Resus council guidelines covid
When someone suffers with a cardiac arrest they require immediate cardiopulmonary resuscitation (CPR) in order to stand any chance of survival. This requirement has been complicated during CO-VID 19 because of the necessary contact required to administer CPR to a non-breathing casualty. This has resulted in the UK resuscitation council issuing new guidelines as a temporary measure during these times.
Summary of Guidelines
Below is a quick summary of the new guidelines for adult CPR during CO-VID19.
- Place a clean cloth / towel over the casualty's face to minimize cross contamination during CPR
- Deliver high quality chest compressions at a rate of 100-120 minute
- Continue with hands only CPR and do not pause for rescue breaths
Clean Cloth / Towel
Firstly it is very important that the bystander present dials 999 /112 and states their location and that a casualty is not breathing. Next take any piece of cloth and place it directly over the casualty’s mouth and nose. This will help stop vapour droplets being pushed in the direction of the bystander who is administering CPR.
Please note this first step is optional as its main function is to protect the bystander. If you are unable to find a piece of cloth or willing to take the risk of cross contamination, then proceed to high quality chest compressions at the earliest possible opportunity.
Helpful hint - Place your phone on speaker mode so that you can talk and administer first aid at the same time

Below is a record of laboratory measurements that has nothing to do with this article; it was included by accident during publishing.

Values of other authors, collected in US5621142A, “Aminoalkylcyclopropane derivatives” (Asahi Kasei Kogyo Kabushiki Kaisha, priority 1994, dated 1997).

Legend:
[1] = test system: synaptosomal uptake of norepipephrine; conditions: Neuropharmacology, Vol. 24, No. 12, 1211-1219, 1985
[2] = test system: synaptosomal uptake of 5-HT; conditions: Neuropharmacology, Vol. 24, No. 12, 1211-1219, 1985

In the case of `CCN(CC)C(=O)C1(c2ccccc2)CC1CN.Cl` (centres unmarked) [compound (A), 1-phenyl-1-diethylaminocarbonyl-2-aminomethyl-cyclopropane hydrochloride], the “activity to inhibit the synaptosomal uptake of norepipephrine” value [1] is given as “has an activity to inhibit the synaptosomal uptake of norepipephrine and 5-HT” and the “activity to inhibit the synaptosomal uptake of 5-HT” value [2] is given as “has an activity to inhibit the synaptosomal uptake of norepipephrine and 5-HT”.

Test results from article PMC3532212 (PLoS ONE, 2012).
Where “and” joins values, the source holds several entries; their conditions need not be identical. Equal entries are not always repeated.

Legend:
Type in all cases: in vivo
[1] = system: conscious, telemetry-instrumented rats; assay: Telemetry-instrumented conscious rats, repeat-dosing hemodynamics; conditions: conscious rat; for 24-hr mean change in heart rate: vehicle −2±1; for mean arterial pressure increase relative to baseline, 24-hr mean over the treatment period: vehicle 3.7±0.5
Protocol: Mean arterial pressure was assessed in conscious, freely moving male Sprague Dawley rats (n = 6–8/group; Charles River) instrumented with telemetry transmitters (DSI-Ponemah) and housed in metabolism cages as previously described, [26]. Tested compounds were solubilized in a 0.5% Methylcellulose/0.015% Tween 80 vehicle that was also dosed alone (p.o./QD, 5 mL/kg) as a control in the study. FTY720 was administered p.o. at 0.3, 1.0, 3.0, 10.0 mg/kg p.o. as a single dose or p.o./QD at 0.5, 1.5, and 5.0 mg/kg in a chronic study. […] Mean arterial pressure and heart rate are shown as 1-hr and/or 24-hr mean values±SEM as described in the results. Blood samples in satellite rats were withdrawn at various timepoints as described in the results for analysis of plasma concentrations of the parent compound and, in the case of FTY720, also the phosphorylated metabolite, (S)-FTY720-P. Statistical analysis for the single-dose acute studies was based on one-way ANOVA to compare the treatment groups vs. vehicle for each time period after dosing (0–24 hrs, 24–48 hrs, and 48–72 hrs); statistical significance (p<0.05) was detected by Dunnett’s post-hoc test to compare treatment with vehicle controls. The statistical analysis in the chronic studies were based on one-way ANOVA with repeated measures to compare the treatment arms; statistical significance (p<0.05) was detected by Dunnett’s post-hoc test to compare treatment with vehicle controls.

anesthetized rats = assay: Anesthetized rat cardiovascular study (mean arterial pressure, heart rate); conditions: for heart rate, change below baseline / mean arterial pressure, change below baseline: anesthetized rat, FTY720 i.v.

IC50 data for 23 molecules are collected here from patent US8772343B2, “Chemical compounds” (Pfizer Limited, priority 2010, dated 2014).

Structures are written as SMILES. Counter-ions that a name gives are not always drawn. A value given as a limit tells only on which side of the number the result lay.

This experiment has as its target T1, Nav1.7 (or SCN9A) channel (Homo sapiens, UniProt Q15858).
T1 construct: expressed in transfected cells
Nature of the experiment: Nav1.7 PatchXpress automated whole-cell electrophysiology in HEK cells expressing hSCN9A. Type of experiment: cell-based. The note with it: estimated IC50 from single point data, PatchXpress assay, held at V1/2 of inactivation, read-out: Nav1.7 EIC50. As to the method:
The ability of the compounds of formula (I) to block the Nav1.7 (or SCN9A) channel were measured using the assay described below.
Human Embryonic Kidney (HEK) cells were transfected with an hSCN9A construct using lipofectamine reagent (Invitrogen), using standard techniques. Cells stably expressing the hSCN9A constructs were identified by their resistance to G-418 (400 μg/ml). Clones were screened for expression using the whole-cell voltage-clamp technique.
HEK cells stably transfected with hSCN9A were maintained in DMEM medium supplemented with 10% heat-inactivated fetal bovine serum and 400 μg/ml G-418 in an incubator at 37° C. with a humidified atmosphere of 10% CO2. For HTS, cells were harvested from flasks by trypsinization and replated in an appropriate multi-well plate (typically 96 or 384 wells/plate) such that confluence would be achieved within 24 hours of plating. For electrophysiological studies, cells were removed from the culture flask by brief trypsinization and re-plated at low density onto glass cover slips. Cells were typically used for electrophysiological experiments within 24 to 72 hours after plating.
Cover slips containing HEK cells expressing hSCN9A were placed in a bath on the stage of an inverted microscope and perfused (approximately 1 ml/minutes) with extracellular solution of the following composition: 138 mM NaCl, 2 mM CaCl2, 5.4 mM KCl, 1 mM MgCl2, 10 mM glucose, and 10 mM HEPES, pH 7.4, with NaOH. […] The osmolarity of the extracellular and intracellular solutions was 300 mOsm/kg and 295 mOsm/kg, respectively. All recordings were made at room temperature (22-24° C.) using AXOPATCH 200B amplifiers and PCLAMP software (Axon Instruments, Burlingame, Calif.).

High Quality Chest Compressions
There is a strong link between early CPR and overall survival rate. Especially in the first few minutes of cardiac arrest where any residual oxygenated blood can be pumped around the body with high quality chest compressions.
The role of bystander is to start chest compressions at the earliest opportunity in the correct position, in the centre of the chest and hard enough to compress a depth of 5-6 cm. Compressions should be at a rate of 100-120 minute (roughly 2 per second) and allow for a full chest recoil after each compression.
Tip - Chest recoil means to allow the downward pressure to release by relaxing the hands after each compression
No Rescue Breaths
The CO-VID 19 update to the resuscitation council guidelines does not incorporate delivering rescue breaths during CPR because of the risk of contracting CO-VID 19 and the complications associated with getting people to deliver CPR in the public domain.
There is strong evidence that hands-only CPR can be just as effective as the combination of compressions and rescue breaths, especially in the adult age group where the arrest is usually sudden and cardiac in nature.
Did you know - During sudden cardiac arrest, there should be a good level of residual oxygen in the arteries that can be pumped around the body (without the need for rescue breaths)